Potassium carbonate is also known as potash, pearl ash, salt of tartar, carbonate of potash, and salt of wormwood. It is a white, translucent, odorless, granular or crystalline material that tends to absorb water from the air. It is a mild alkali that has been used since recorded history in the making of soap and glass. Historically, it was derived from the boiled ashes of hardwood trees (hence the term "potash.")

Today, potassium carbonate is prepared for commercial use through the electrolysis of potassium chloride. An estimated 7 million metric tons of potassium carbonate is produced annually in the United States. While still used in the production of glass and detergents, potassium carbonate is also used in the production of fertilizers, photographic chemicals, pharmaceuticals, food products, cement and textiles.1

Characteristics and Challenges:

Most grades of potassium carbonate have an average bulk density of 20 lb/cu ft 2. Some grades of potassium carbonate carry an HMIS Health rating of 2, meaning hazardous in case of eye contact (irritant), of inhalation (lung irritant) and slightly hazardous in case of skin contact (irritant, sensitizer).3

Typically crystalline in form, potassium carbonate may also be micronized. Potassium carbonate is hygroscopic, meaning that moisture, humidity and temperature may impact its flow. In granular form, potassium carbonate can be abrasive, so the equipment used to convey it should be able to withstand any potential effects from prolonged contact. If micronized, potassium carbonate can agglomerate in the processing system. Consultation on your application for potassium carbonate with an experienced material handling equipment provider is recommended.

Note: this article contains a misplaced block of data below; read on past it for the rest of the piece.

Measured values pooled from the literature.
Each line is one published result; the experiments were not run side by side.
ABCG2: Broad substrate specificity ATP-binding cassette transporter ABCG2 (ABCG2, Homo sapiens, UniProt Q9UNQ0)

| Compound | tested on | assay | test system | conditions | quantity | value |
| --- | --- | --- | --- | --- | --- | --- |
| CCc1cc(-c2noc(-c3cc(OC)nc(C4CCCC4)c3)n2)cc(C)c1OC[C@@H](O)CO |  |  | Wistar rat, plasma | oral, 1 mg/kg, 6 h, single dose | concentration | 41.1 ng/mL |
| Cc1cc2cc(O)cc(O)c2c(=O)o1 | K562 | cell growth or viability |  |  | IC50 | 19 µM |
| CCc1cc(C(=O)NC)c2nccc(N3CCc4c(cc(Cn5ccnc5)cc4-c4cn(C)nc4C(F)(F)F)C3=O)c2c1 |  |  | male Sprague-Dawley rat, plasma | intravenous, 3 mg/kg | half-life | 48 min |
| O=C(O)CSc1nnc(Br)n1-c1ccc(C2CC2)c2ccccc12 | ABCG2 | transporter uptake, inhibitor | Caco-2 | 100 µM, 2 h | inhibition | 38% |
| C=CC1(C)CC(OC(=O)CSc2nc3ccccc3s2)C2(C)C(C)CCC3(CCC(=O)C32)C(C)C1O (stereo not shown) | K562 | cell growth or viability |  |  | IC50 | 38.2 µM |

If the potassium carbonate has been transported to the facility in bulk bags, the frames used to discharge the bags may still require additional accessories to completely empty the potassium carbonate from the bag. This includes features such as spring-loaded frames that will elongate and stretch the bags as they empty and lighten, removing any pockets of potassium carbonate cornered in the bags. Bag-activating devices are usually effective in agitating the potassium carbonate, dislodging collections of potassium carbonate, and promoting a better flow. Some of these bag-activating devices also serve as an airtight seal between the bulk bag and the receiving hopper.

If the potassium carbonate is packaged in smaller bags, a bag-breaking station with a dust hood and filter cartridges is likely sufficient to support the manual unloading of the material. A pneumatic pulse can be used to clean the filters and return the trapped potassium carbonate back into the receiving hopper.